Rob Brand
Head of Fiduciary Management, Blue Sky Group

The Dutch pension industry is undergoing seismic shifts. Long-anticipated reforms enacted in July 2023 ushered in a Defined Contribution system that is set to be unique among global counterparts. Recent years have also seen the regulator (DNB) raising the bar for pension fund trustees of both DB and DC plans, emphasising that responsibility for key decisions cannot be delegated to their providers. The term ‘fiduciary manager’ is increasingly being replaced by ‘fiduciary partner’ – a name closer in spirit to the (increasingly popular) ‘Outsourced CIO’.

For Rob Brand, fiduciary management head at €25 billion fiduciary manager Blue Sky Group, the changes spell one thing: firms like his must step up and deliver, notwithstanding the pressure it may place on resources. “Fiduciary managers must do more,” he says, pointing to the need for enhanced education and support as providers help board members to make their own decisions, even though the added workload “puts pressure on the fiduciary management model”. The oncoming flood of individual DC clients, who also require appropriate communication and support, will add to the demands.

New stressors call for innovation. Over the past two years, Blue Sky has worked to improve efficiency and clarity through a move to ‘Integrated Portfolio Management’: an approach that brings together staff across the different strategic and portfolio management disciplines, finding valuable synergies. It is also a philosophy that welcomes outsourcing wherever it may produce benefits.

Brand recently sat down with bfinance Investor Spotlight to explain the Integrated Portfolio Management model and developments in Dutch fiduciary management as the country’s pension system evolves.

Q: What is Blue Sky’s ‘integrated portfolio management’ approach?

The concept of integrated portfolio management is to integrate the people who manage the portfolio ‘top down’ – constructing asset allocation, hedging currency, hedging rates – together with the portfolio managers who are responsible for hiring and firing external managers. We look to find synergies between the two disciplines. For example, a colleague selecting an Asian real estate manager with assets in Singapore dollars isn’t thinking about currency; you can find synergies if that person is in the same team with those who do think about currency, able to discuss together.

We moved towards this integrated model a couple of years ago. Following that, we have changed our approach to the asset classes to make that more integrated as well: it’s been a gradual shift over the period, and we have seen an increase in the team’s performance.

One important aspect of our approach is the use of outsourcing. We try to ‘do everything’ but we are agnostic about whether we are doing the legwork ourselves or delegating it to a third party. There are providers that may be able to do certain things better, or cheaper, or with a lower risk profile. For example, we already have 100% of the asset management done by external fund managers. Recently, we completely outsourced the monitoring of our private real estate managers. In manager selection, bfinance helped us with a recent infrastructure search that also had a renewable component (this was also a collaboration that helped us to gain knowledge in a specific field). There are certain parts of our target operating model that are outsourced, such as administration, compliance and front office tooling: we used to host our own tooling and systems but now we have a SaaS provider.

Q: How are you taking a more integrated approach to organising the asset classes?

We have an investment plan (asset allocation) reviewed annually, but every two years we also have an overhaul to look at the business case for each asset class, how investible the various sub-asset classes are and so on. After the last one, around two years ago, we decided to reorganise responsibilities in the team to put them more in line with the ‘investment case’ for the asset class. For example, equity and private equity have a similar ‘case’ so we wanted to bring them together. Listed equity and private equity people have more in common than they might realise. They like thinking about sectors, markets, themes. Discussions like ‘should we be overweight healthcare’ or ‘should we change the way we’re thinking about technology’ or ‘how should we think about exposure to smaller companies versus larger companies’ benefit from including both groups.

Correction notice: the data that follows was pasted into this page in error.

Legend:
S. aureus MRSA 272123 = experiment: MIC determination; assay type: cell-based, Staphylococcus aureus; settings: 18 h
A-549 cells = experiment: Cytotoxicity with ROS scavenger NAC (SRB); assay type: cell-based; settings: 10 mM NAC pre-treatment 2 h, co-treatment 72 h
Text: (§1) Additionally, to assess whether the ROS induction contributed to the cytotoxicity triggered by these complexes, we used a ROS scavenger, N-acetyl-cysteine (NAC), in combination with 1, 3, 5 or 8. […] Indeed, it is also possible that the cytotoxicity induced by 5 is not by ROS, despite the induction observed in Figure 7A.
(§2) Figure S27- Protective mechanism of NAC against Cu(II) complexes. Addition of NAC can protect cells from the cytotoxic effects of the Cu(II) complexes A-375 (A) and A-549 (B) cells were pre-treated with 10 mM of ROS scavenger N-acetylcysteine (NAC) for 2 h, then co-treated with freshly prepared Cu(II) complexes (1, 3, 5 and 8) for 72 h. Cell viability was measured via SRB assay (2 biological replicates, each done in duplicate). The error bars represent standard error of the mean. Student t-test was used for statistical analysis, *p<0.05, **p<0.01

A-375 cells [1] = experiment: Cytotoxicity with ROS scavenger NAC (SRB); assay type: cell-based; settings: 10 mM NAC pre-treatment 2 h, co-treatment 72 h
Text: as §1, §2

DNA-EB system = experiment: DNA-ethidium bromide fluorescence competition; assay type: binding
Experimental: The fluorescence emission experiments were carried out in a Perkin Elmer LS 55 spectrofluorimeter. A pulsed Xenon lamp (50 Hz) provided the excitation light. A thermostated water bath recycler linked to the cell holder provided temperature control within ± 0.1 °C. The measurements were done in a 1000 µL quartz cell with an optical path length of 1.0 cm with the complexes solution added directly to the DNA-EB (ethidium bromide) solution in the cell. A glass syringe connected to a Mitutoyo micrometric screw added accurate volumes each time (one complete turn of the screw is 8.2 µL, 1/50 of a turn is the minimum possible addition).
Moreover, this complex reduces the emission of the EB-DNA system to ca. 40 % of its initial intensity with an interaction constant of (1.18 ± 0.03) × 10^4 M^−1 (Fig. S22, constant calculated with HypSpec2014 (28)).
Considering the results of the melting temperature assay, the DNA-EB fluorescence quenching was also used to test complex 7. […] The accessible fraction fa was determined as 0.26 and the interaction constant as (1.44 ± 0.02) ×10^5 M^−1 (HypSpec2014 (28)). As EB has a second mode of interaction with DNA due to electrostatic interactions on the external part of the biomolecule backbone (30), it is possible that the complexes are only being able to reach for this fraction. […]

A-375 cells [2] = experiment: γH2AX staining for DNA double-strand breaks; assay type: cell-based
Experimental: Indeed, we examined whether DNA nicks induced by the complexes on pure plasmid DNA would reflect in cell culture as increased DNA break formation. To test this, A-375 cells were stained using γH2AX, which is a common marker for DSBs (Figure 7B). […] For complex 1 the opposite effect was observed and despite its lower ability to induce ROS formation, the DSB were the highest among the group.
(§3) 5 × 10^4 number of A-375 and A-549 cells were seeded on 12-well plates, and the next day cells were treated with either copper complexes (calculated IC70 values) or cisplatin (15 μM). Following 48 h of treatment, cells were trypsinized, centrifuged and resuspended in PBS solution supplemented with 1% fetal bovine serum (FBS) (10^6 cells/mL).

Q: What were the catalysts for moving towards a more integrated approach in the investment team?

There are several driving forces here. As well as the changes in how we ourselves think about asset classes, there have also been changes in how Dutch pension fund clients need to be serviced and how they want to talk about their portfolios. I believe that this is driving a couple of trends: changes in how fiduciary managers are organising their own teams (Integrated Portfolio Management is an example), and an increase in outsourcing by fiduciary managers.

Another important factor is resourcing. As an investment company we have about 40 people running EUR 25 billion for our clients. In my opinion this is a pretty ‘lean and mean’ number but it does mean that we have to think carefully about the organisational structure and operational risks. If we have two equity portfolio managers and one goes on holiday, for instance, then we may have a problem. With a more integrated team, there are more people involved with each of the various areas.

Q: Could you explain a little more about changes for pension funds in the Netherlands and how that’s driving change in the fiduciary management landscape?

One of the key trends in the Netherlands is that members of Boards of Trustees are being encouraged or even 'forced' by the regulator to own their decisions. You cannot delegate responsibility for those decisions to the fiduciary manager. If there is a move to add private credit, for example, you have to understand the risks and how the asset class fits into the asset/liability picture. There are professional board members who do this for a living.